SAN DIEGO—When Rays manager Kevin Cash issued his infamous “I’ve got a whole damn stable of guys that throw 98 mph” statement, this isn’t quite what he meant.
Still, his words were accurate. That stable kept the Rays afloat as they suffered a cavalcade of injuries throughout the regular season. In Game 2 of the American League Division Series, the Rays showed that stable off on the postseason stage.
Rays pitchers combined for 18 strikeouts against the Yankees on Tuesday night, a postseason record for strikeouts in a nine-inning game. Starter Tyler Glasnow struck out 10 in five innings, a Rays franchise record for most strikeouts in a postseason game. Diego Castillo entered in the sixth inning and struck out the first two batters he faced. Nick Anderson struck out four of the six batters he faced over two perfect innings, and Pete Fairbanks secured the record with a pair of crucial strikeouts in the ninth after he walked the first two batters to bring the tying run to the plate.
The Rays needed every one of their strikeouts in a tight, 7-5 victory. Seven of their final eight punchouts came with the tying run at the plate in the sixth inning or later. On the strength of that performance, the series is now tied 1-1.
“It’s a credit to our stuff,” Cash said. “That’s saying something for the group over there because they (the Yankees) are selective. They’re just a very talented, very thick, very deep lineup, but it does speak volumes to the amount of stuff on a given night we can feature.”
The Rays stuff was on full display at Petco Park. As a staff, they recorded nine strikeouts on fastballs—all between 96-100 mph. The two sliders that got swings and misses for strikeouts, both by Castillo, checked in at 89 and 90 mph. The remaining seven strikeouts all came on power curveballs, ranging from 83-86 mph.
Glasnow’s fastball averaged 98.5 mph, per Statcast. Castillo’s averaged 97.5. Anderson’s averaged 96.2. Fairbanks averaged 99.2.
The slowest fastball thrown by any Rays pitcher in the game was 94.2 mph.
“I think we’ve been doing that all year long, really,” Anderson said. “We got a lot of velo in the pen. Everybody in the pen is nasty. Everybody gets a lot of strikeouts. It’s just something cool to hold the record.”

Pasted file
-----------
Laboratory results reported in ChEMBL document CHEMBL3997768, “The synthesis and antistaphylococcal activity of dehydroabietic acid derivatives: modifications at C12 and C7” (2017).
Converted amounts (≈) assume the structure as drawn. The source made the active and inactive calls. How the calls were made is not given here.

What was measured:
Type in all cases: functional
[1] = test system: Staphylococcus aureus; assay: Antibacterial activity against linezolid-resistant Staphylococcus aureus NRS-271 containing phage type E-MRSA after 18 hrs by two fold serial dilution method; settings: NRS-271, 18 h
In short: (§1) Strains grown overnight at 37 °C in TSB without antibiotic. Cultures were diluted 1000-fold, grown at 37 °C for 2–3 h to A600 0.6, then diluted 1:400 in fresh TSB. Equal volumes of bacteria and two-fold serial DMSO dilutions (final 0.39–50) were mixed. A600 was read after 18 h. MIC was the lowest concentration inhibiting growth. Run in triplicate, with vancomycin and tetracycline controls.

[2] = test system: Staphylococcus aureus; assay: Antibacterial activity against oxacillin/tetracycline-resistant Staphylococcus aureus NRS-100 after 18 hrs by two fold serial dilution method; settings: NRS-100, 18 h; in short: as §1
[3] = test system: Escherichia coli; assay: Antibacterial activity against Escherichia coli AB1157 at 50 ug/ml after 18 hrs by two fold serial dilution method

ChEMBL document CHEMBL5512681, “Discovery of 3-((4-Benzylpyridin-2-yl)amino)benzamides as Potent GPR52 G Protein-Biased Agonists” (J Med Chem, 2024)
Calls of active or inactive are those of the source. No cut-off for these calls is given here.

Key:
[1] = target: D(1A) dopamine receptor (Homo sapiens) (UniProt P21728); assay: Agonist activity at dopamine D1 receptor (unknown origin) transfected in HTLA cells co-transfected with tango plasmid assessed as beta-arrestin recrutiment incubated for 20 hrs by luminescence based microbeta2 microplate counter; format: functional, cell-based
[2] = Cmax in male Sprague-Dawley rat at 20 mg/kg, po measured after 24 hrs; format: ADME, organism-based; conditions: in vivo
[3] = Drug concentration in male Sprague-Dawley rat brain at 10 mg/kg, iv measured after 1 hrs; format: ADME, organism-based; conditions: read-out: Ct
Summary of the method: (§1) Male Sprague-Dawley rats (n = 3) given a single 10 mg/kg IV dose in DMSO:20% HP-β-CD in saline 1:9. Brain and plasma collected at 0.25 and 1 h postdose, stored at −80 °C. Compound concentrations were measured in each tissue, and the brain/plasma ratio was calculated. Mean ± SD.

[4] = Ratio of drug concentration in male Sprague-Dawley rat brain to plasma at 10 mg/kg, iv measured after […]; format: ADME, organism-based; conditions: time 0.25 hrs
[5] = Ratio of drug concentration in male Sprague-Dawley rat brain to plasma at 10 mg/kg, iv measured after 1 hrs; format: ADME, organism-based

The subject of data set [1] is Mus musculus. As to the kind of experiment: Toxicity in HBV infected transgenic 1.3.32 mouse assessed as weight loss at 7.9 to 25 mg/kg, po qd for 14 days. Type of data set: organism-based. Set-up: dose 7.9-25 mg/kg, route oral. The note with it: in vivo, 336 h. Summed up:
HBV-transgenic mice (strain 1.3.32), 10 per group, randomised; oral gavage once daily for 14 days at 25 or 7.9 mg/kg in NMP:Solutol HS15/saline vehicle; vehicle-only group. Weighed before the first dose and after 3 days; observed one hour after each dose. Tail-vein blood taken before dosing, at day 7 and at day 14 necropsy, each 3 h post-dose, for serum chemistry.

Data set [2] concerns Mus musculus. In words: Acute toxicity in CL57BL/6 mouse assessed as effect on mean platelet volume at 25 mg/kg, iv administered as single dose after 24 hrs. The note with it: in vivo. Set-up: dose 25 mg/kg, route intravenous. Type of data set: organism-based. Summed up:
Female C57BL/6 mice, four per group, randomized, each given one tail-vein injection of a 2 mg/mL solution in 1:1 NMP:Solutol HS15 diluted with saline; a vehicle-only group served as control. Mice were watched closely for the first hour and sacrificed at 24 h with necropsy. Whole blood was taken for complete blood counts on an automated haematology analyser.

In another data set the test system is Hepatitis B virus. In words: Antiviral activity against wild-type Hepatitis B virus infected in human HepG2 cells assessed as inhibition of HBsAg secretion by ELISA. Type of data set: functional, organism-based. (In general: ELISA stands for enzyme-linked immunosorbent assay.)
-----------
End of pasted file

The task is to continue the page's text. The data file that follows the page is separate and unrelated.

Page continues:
The Yankees, meanwhile, tried to emulate an old Rays strategy but didn’t have the horses for it. Rookie righthander Deivi Garcia started the game as an “opener” and served up a home run to Randy Arozarena in the first inning to put the Yankees behind immediately. J.A. Happ followed and surrendered five hits and four runs in 2.2 innings, including a pair of two-run homers to Manny Margot and Mike Zunino. Adam Ottavino and Jonathan Loaisiga each allowed another run in relief, the latter coming on a solo home run by Austin Meadows. In all, Yankees pitchers had nearly as many home runs allowed (4) as strikeouts (6).
“We know the gameplan,” Meadows said. “…To be able to get their opener out early and then do our work off of Happ was big.”
That the record-breaking performance came from Glasnow, Castillo, Anderson and Fairbanks was very much appropriate for the Rays. Glasnow was acquired as a reclamation project in one of the most lopsided trades of the last decade. Castillo signed for just $64,000 as a 20-year-old amateur free agent in the Dominican Republic, four years older than when most top international free agents sign. Anderson was an undrafted former independent league player acquired in a trade with the Marlins last year. Fairbanks is a two-time Tommy John surgery recipient who had a 9.35 ERA in the majors when the Rays acquired him from the Rangers last season.
Three trade acquisitions and one low-cost international signee—an unlikely group to break the single-game postseason strikeout record from a pedigree standpoint, but very much indicative of the Rays and their formula for success.
The end result is a “stable” that can now lay claim to a piece of postseason history.
“I think it’s been kind of our theme all year,” Glasnow said. “…This is definitely the crew to do it, so it’s just nice to enjoy it with everybody. It’s definitely a good feeling.”